He says as far as possible they give the team the opportunity to pick the projects they work on. “So we get together, outline the needs of the customer, and the needs of the organisation and then facilitate for them to self-organise into teams.
“We also use a ‘decision tree’,” he says. It’s an idea from Susan Scott’s book Fierce Conversations which divides decisions into four categories:
- Leaf decisions – made without telling anyone; just like you can pick a leaf off a tree.
- Branch decisions – once you’ve made the decision you let someone know you’ve made it.
- Trunk decisions – slightly more important; you decide what to do and talk to someone before you do it.
- Root decisions – the most important of all and they get consultation before the decision is made.
“Working with everyone to help them understand where the daily decisions they are making fit within the [overall] idea and the concept is really useful for minimising bureaucracy in the business,” says Nathan, “and give people the empowerment and autonomy they need.”
Boost currently has 25 staff, but no one has a manager or a boss, explains Nathan – rather, everyone has a coach. “The cynical take is that they are bosses, but by another name. However, it’s a different process where the coaches are really invested in the employee’s personal and professional growth and help them to be the best they can be.
“So it’s not a reporting line, it’s a supporting line.”
Boost has been a certified democratic workplace for the past seven years, adds Nathan, which means adhering to ten principles around freedom and democracy in the workplace – including fairness and dignity, decentralised decision-making, purpose and vision. “It’s about keeping all those values and principles top of mind when making decisions; so when we’re working together we are trying to move forward in all of those dimensions.”
He says Boost is subjected to an anonymous annual survey conducted by WorldBlu (www.worldblu.com) – an international certifying agency for democratic workplaces – to evaluate what needs to be worked on.
In a happy (work)place
It’s fair to say that many Kiwi business owners have no clue about their workers’ true happiness on the job. But at Boost they’ve run a monthly survey of their staff since 2015.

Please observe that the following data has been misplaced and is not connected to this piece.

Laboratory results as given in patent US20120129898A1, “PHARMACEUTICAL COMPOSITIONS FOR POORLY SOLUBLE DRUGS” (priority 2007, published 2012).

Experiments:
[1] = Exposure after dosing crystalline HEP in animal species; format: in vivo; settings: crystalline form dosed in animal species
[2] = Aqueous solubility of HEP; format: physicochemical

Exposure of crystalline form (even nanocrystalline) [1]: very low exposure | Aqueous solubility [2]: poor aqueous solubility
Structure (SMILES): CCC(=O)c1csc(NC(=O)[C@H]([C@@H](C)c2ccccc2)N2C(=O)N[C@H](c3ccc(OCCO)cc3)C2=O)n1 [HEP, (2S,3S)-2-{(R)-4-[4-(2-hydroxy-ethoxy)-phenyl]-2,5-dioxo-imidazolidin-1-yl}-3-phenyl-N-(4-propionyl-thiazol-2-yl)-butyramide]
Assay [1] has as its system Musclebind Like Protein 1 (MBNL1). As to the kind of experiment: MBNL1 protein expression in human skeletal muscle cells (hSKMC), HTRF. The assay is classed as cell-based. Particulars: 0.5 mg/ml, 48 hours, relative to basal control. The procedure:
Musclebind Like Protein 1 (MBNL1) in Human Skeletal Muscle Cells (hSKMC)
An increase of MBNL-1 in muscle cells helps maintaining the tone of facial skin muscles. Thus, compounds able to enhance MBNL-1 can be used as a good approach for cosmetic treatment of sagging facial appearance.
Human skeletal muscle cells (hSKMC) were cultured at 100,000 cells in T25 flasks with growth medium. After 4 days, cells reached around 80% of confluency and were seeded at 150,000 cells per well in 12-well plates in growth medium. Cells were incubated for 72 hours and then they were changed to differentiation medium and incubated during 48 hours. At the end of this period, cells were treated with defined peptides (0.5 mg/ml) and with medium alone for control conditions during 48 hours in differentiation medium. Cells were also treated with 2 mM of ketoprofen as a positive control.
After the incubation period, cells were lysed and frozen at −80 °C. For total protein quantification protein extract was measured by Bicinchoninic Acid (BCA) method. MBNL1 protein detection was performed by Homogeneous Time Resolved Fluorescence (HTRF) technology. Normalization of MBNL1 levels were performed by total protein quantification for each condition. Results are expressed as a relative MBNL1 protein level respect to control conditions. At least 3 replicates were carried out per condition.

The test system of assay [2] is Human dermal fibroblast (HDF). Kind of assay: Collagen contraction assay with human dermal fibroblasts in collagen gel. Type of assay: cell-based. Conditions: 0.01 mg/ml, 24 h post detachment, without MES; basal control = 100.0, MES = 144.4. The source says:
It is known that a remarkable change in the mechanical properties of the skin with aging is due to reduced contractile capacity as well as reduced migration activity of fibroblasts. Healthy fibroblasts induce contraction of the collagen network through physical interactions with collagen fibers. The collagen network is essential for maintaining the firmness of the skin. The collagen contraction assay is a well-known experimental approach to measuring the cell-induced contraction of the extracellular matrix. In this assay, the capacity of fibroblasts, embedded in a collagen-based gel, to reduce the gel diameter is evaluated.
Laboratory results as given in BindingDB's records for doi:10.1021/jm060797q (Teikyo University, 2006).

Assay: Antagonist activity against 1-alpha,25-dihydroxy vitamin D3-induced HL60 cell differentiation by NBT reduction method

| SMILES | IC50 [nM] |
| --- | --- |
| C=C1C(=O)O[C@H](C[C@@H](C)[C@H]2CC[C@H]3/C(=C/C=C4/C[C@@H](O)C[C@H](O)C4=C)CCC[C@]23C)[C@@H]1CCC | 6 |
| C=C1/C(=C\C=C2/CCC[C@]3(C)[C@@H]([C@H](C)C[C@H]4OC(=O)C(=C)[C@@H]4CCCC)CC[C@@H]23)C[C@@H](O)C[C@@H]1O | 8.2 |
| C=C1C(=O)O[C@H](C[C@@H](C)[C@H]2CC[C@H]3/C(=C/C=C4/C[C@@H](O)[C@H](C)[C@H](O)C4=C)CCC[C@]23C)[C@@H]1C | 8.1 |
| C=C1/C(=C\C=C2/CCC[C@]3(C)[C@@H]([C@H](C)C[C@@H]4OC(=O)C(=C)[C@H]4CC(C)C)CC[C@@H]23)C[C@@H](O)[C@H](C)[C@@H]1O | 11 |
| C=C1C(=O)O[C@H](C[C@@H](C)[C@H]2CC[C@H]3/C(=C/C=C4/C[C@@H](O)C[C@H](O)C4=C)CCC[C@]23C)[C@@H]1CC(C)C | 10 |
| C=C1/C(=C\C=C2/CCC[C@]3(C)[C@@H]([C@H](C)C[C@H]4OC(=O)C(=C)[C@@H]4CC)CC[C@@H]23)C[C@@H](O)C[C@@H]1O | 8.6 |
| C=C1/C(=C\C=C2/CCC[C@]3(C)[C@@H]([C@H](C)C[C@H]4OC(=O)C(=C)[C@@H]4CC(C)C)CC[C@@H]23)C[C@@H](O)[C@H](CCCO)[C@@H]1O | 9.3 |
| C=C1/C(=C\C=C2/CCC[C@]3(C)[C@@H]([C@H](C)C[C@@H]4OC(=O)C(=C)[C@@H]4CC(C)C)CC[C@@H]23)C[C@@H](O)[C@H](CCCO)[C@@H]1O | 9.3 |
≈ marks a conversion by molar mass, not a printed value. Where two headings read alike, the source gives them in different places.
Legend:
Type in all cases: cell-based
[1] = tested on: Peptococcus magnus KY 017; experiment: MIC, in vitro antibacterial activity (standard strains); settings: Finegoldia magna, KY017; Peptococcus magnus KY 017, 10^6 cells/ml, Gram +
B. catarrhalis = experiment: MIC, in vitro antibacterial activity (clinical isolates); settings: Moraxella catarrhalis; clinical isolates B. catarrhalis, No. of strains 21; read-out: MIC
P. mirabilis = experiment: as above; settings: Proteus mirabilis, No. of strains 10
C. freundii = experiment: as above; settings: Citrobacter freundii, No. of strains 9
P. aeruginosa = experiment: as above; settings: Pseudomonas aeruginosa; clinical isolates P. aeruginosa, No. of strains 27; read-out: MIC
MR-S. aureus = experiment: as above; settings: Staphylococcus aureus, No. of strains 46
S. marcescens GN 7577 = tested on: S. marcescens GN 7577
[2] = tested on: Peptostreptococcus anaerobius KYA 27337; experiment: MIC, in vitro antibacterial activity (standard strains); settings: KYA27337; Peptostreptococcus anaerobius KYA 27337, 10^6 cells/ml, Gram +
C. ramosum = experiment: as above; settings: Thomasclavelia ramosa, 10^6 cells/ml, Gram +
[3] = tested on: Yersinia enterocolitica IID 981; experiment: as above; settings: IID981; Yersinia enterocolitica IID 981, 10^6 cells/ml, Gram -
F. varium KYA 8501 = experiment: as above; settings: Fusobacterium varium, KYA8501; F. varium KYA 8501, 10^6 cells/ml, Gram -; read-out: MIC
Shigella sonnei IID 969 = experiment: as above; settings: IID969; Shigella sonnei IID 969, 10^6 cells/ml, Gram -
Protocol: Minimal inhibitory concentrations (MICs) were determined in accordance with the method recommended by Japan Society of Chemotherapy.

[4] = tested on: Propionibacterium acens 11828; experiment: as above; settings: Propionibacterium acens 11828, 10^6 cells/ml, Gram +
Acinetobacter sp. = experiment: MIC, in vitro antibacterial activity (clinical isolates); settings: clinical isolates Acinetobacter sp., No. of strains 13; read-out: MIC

It’s a very simple question on how happy you are at work on a scale of 1-10,” says Nathan.
“When we plot that data out over the years we can see a steady incremental rise to the point where we are averaging about 9.3 out of ten.”
That number is automatically placed on the Boost website, he says. “So at any time anyone can see how happy our people are, and in their work.
“Happiness and productivity go hand in hand – you can’t be productive without being happy and you can’t be happy without being productive.”
Nathan’s goal is to create the happiest and most productive workplace in New Zealand. “I believe happiness and productivity go hand in hand – you can’t be productive without being happy and you can’t be happy without being productive.”
While the happiness question goes out once a month, in the intervening weeks Boost staff are asked all sorts of other questions, such as: How’s the management team doing? Do you feel valued at work? Would you recommend the company? What sort of animal would you be and why?
“So we collect feedback every week as well as through the coaches. Feedback through the coaches gets sent to the ‘navigators’ – our leadership team or ‘servant leaders’. Then one of the navigators is tasked with closing the loop on that feedback to make sure it gets actioned,” explains Nathan.
He sees his job is to grow the business navigators – to invest in them, not only on technical skills but also on a personal level.
The navigators exist for service to the business, he says, rather than status. “So when you’re on the navigator team it’s an addition to your day job. There is no extra money but there is an opportunity for more personal growth. That is the trade-off. It’s more work and more personal growth.
“We have to strive to be better people and my job is to make sure the navigators have the tools and the learning they need to do that. So that means a lot of work on soft skills; how we interact together, build trust, maintain trust, and hold ourselves accountable.”